When the convention opened, we had been sitting there for a good while which honestly felt like forever. I doodled a little and chatted with my wife while we played on our phones aswell. Mind you, I did not know, usually artists will work on new pieces during this time so I waited patiently. It wasn’t until around 10 am people started coming in one by one. There wasn’t a ton of people off the bat. I had a few people walk by my table, and glance for a moment, then continue on. It was like that for a good hour or so, before people actually started talking with me and actually looking at the work. I offered my business card to any who stopped and looked. The biggest Eye catching piece at my table, was in fact, the metal print, as I somewhat expected it to be. The guy / guys at Faerie Metal Photography did an amazing job creating my venom piece on metal. IT was as sharp as it could be. In fact, made the piece look even better as the hues of blue were brought up against the red background. Id like to think I just did a really good job with the colors. Anyways I had very few sales my first day, perhaps 2-4 prints throughout the whole day, which wasn’t terrible. I was happy people were chatting with me and looking at my stuff with content, even if they didn’t buy anything. It was nice to feel appreciated. There wasn’t a single bad thing said about my work or the stuff I did.
First commission at the con
It wasn’t until around 2-3 o clock that I got my first commission at the convention, and man he was stoked to get a piece, which made me feel amazing. So he purchased a green lantern comic and had me do a lantern on the piece. So I told him I’d try and have it done soon, tomorrow at the latest, and took down his info to let him know when it was done. I wanted his piece to be perfect so I did a practice piece on Bristol so that I would know what I wanted to do for the pose, and did so, he came around again, but I had been busy chatting with people that I had not yet transferred it to the comic. It can be tough to juggle. Anyways, I was able to finish the piece later that day. so he stopped in at the end of the second day to come pick up.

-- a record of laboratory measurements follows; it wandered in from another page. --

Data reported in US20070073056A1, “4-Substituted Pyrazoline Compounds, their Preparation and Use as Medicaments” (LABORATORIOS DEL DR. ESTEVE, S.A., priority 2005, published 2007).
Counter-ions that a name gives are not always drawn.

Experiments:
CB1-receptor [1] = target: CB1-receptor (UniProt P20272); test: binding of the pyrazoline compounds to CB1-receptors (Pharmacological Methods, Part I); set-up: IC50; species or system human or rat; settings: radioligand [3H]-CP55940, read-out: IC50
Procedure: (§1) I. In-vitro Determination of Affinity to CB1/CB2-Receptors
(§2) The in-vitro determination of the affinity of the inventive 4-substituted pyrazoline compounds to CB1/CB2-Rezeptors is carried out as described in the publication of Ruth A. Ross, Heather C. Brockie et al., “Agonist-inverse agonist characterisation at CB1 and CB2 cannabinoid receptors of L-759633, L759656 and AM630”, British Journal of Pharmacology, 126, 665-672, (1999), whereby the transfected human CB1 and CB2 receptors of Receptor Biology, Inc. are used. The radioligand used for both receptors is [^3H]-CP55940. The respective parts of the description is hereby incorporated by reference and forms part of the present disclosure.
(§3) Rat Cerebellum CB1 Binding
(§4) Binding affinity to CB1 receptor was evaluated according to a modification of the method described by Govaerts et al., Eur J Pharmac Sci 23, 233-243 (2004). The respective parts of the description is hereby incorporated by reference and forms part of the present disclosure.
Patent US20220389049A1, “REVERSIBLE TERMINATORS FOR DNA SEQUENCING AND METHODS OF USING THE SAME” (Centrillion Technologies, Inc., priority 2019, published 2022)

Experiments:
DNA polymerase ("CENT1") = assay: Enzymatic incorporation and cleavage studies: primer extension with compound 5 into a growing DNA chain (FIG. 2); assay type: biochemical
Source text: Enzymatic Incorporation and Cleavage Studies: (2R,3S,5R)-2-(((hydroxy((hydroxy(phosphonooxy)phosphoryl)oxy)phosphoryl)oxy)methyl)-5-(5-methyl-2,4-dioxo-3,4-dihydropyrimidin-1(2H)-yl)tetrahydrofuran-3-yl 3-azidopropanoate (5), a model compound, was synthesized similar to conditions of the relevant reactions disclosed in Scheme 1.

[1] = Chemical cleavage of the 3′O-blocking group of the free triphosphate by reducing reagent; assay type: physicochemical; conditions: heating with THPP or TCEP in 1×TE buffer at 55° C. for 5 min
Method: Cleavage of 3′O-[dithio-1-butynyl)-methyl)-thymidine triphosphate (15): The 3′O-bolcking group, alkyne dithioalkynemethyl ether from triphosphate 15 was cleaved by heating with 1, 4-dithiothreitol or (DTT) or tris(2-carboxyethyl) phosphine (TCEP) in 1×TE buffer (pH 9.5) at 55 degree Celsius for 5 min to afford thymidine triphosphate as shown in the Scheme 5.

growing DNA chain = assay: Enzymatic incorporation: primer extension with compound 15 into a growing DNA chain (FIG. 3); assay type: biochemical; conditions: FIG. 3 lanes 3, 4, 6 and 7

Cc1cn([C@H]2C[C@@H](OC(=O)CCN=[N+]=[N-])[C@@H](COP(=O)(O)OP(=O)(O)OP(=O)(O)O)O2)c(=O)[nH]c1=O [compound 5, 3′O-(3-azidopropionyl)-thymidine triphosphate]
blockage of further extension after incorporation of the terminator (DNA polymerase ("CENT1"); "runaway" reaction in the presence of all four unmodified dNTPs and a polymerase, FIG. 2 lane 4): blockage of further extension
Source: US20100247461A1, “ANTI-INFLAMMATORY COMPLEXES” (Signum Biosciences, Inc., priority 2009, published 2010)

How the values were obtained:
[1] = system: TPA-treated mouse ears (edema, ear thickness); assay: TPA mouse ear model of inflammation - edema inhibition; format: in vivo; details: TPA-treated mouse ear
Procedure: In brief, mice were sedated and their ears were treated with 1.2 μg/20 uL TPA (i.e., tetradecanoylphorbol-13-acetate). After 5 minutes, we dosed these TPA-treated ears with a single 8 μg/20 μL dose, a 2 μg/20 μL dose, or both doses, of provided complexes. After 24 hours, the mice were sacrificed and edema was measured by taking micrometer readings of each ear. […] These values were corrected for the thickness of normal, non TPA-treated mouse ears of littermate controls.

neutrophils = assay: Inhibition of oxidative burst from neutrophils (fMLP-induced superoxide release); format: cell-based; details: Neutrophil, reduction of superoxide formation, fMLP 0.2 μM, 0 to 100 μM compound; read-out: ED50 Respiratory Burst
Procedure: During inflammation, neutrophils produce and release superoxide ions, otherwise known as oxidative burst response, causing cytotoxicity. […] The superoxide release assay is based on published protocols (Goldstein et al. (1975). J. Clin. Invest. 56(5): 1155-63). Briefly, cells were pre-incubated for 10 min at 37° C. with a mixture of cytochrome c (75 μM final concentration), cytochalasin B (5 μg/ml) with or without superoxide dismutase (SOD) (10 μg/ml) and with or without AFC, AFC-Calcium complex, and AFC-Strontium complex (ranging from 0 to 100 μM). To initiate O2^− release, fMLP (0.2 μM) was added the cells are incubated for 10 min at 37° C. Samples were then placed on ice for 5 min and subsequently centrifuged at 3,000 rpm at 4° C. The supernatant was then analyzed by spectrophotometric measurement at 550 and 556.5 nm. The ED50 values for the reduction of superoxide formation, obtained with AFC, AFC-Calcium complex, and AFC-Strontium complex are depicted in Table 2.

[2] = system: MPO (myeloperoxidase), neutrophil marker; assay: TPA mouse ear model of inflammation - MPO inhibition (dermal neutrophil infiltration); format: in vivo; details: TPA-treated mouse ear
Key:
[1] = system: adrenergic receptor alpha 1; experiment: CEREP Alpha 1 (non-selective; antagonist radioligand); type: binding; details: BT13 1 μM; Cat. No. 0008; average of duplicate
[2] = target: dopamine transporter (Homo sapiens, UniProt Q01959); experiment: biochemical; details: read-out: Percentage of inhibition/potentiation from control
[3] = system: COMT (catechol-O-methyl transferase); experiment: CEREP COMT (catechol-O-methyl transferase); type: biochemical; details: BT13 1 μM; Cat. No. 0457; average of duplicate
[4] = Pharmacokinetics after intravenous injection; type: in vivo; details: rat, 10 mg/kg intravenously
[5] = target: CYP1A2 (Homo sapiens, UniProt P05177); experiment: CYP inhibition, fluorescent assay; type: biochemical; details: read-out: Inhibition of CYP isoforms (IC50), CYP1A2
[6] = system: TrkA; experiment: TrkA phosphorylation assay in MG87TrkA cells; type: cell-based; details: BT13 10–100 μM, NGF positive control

Overall I did really well and had a ton of fun. After I quelled my ego, things got a lot better and I stopped being so nervous. I met some awesome artists, who I have to say in my opinion, were definitely much better than me which means I have a ways to go to get where I want to be, but ill keep going. I have another Comic con Coming up that I decided to hop on last minute out in Saratoga NY. Which I got accepted to exhibit at. I’m so excited,, but this time it will be far from home, so I’ll have to get a hotel and all that jazz so it will be a different experience for me. Once that convention is complete, I may take a short break from conventions to concentrate on my art and my projects. I may even contact the writer who wanted to work with me. But there’s so many things I need to still learn. But that’s part of the adventure right?